A Few Musings on the Today’s Game Era Ballot

Will Clark
Credit: Otto Greule Jr/Getty Images

On Monday, the ballot was revealed for the Today’s Game Era, featuring a combination of players, managers and an owner who will receive consideration for induction into the Baseball Hall of Fame:

Harold Baines, Albert Belle, Joe Carter, Will Clark, Orel Hershiser, Davey Johnson, Charlie Manuel, Lou Piniella, Lee Smith and George Steinbrenner are those receiving consideration for the class of 2019. Baines, Belle, Carter, Clark, Hershiser and Smith are included for their contributions as players, while Johnson, Manuel and Piniella are included for their roles as managers. Steinbrenner, who is the only candidate that is no longer living, is nominated for his role as former Yankees owner.

Voting will be taking place next month, December 9th at the Winter Meetings and it will be interesting to see just how the voting turns out for this.  If anything, there are a few close calls and some absolute no’s littering this list.

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Credit: DUANE BURLESON/AP

Let’s start with the players, as they will be the ones receiving the most scrutiny when the votes are tabulated. The two names that instantly peaked my interest are Will Clark and Orel Hershiser, two stars of the 1980’s and 1990’s. Clark has a pretty good resume: 137 OPS+(97th all-time), slash line of .303/.384/.497 and is 93rd all-time in OPS, 76th in Adjusted Batting Runs and Adjusted Batting Wins.

The biggest argument for Clark is not only the level at which he performed for so long (15 seasons with an OPS+ above 120, including seven consecutive seasons) but how he was able to help his team. Clark ended his career with a WPA of 46 (51st all-time) and a RE24 of 455.42 (59th all-time), numbers that show he consistently helped put his team in a situation to win.

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Credit: Robert Ringer-Getty Images

Hershiser might have an even bigger argument for induction than Clark. While his career ERA+ (112) and ERA (3.48) speak of a ‘good but not great’ pitcher, his place in history tells a different story. Hershiser is 95th all-time in WAR for pitchers and 114th in Win Probability Added while also being one of the top pitchers of his era. If you are someone who believes in a player’s peak being a large part of their place in history, Hershiser was an elite starter for a nice seven year span. In that period, Hershiser finished in the top five in the National League Cy Young voting four times (winning in 1988) and made three All-Star appearances.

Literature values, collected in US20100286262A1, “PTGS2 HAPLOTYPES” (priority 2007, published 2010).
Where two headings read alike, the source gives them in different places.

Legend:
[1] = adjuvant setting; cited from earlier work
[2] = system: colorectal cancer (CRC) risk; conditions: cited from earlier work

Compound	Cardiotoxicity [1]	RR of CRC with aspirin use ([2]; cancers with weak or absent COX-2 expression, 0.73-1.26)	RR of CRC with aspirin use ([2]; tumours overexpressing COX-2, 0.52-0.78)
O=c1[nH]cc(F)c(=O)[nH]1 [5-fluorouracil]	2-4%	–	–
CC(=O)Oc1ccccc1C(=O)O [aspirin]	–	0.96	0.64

From 1985 to 1991, Hershiser posted an ERA+ of 128, an ERA of 2.78, a FIP of 3.03 and a WHIP of 1.163. Throw in that he had a stellar career in the postseason (2.59 ERA, 2.83 WPA over 132 innings) and there is at the least a discussion on whether or not Hershiser is “Hall Worthy”.

Both Clark and Hershiser are members of the Hall of Stats (HallofStats.com), granted just barely. We can’t say the same for the other players on this list: Belle just didn’t play long enough, Baines was regulated to being a DH for most of his career (and wasn’t a dominating hitter like Edgar Martinez or David Ortiz was), and Carter falls well below the standard of a Hall of Famer.

 

It will be interesting to see how Lee Smith manages in this vote, since he was a player who stayed on the Hall of Fame ballot up until 2017, garnering up to 50.6% of the vote back in 2012. Smith had his proponents, those that believed in the longevity and career save total as arguments for his induction.

Credit: Patrick McDermott/Getty Images

When it comes to the managers on the list, there doesn’t appear to be a big separation between the three. Davey Johnson, Charlie Manuel and Lou Piniella all have fairly comparable winning percentages and playoff appearances and all three have been at the helm of a world championship team: 

Credit: Fangraphs.com

Jay Jaffe of Fangraphs.com took a look at this list and was curious as to why Jim Leyland was left off:


The inclusion of Piniella, as the top returning vote-getter, I can understand, but retaining Johnson and introducing Manuel, who spent far less time than any of the others in the dugout, while excluding Leyland, who won as many pennants as that pair combined, seems off. And it’s not like Leyland, who last managed in 2013, is a threat to return to a dugout, whereas Baker, who’s just a year removed from his last job, might still answer the phone.

AP Photo/Chris O’Meara

This leaves us with George Steinbrenner, the former owner of the New York Yankees. It’s easy to see both sides of the argument for George, and it shouldn’t be surprising that even in death he is a polarizing figure. The argument for is simple: he revitalized a Yankee’s organization that had fallen off in the late 1960’s-early 1970’s and turned them into a juggernaut in the late 1970’s-early 1980’s. During his tenure, the Yankees won seven World Series titles and 11 pennants.

The argument against is simple: his issues with former player Dave Winfield eventually led to Steinbrenner being banned from the game, starting in mid-1990 until 1993. Add in the circus he created in New York (ie. Billy Martin, Reggie Jackson, Ed Whitson, etc.) and it would appear to be enough to leave George on the outside looking in.